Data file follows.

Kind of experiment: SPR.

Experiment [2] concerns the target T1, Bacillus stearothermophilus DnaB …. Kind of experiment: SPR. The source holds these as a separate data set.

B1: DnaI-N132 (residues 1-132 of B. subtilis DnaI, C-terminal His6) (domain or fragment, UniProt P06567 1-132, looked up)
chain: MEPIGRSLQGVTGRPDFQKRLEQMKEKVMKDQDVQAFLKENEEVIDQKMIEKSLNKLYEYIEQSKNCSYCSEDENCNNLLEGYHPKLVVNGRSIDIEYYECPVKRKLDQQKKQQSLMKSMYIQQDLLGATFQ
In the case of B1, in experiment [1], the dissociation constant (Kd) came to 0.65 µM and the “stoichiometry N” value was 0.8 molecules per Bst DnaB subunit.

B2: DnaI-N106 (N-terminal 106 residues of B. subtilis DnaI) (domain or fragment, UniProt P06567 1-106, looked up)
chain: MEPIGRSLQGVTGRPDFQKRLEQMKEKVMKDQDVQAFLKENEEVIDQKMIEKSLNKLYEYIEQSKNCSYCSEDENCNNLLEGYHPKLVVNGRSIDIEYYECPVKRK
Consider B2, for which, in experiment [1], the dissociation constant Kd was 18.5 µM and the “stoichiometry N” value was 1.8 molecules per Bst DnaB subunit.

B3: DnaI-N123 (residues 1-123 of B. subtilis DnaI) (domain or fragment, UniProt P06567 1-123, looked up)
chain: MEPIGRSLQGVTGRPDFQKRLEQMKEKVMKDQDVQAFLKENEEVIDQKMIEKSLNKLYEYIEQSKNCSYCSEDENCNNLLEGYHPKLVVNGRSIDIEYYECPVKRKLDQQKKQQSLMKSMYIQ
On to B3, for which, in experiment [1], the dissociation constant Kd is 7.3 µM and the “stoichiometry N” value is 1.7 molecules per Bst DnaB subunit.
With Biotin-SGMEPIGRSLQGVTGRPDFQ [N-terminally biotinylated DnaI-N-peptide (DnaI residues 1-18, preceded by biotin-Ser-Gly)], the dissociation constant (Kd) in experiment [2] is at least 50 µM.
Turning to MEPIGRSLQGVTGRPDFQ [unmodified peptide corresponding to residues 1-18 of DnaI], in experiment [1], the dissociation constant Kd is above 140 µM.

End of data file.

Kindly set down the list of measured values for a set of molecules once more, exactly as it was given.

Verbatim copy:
Kind of experiment: SPR.

Experiment [2] concerns the target T1, Bacillus stearothermophilus DnaB …. Kind of experiment: SPR. The source holds these as a separate data set.

B1: DnaI-N132 (residues 1-132 of B. subtilis DnaI, C-terminal His6) (domain or fragment, UniProt P06567 1-132, looked up)
chain: MEPIGRSLQGVTGRPDFQKRLEQMKEKVMKDQDVQAFLKENEEVIDQKMIEKSLNKLYEYIEQSKNCSYCSEDENCNNLLEGYHPKLVVNGRSIDIEYYECPVKRKLDQQKKQQSLMKSMYIQQDLLGATFQ
In the case of B1, in experiment [1], the dissociation constant (Kd) came to 0.65 µM and the “stoichiometry N” value was 0.8 molecules per Bst DnaB subunit.

B2: DnaI-N106 (N-terminal 106 residues of B. subtilis DnaI) (domain or fragment, UniProt P06567 1-106, looked up)
chain: MEPIGRSLQGVTGRPDFQKRLEQMKEKVMKDQDVQAFLKENEEVIDQKMIEKSLNKLYEYIEQSKNCSYCSEDENCNNLLEGYHPKLVVNGRSIDIEYYECPVKRK
Consider B2, for which, in experiment [1], the dissociation constant Kd was 18.5 µM and the “stoichiometry N” value was 1.8 molecules per Bst DnaB subunit.

B3: DnaI-N123 (residues 1-123 of B. subtilis DnaI) (domain or fragment, UniProt P06567 1-123, looked up)
chain: MEPIGRSLQGVTGRPDFQKRLEQMKEKVMKDQDVQAFLKENEEVIDQKMIEKSLNKLYEYIEQSKNCSYCSEDENCNNLLEGYHPKLVVNGRSIDIEYYECPVKRKLDQQKKQQSLMKSMYIQ
On to B3, for which, in experiment [1], the dissociation constant Kd is 7.3 µM and the “stoichiometry N” value is 1.7 molecules per Bst DnaB subunit.
With Biotin-SGMEPIGRSLQGVTGRPDFQ [N-terminally biotinylated DnaI-N-peptide (DnaI residues 1-18, preceded by biotin-Ser-Gly)], the dissociation constant (Kd) in experiment [2] is at least 50 µM.
Turning to MEPIGRSLQGVTGRPDFQ [unmodified peptide corresponding to residues 1-18 of DnaI], in experiment [1], the dissociation constant Kd is above 140 µM.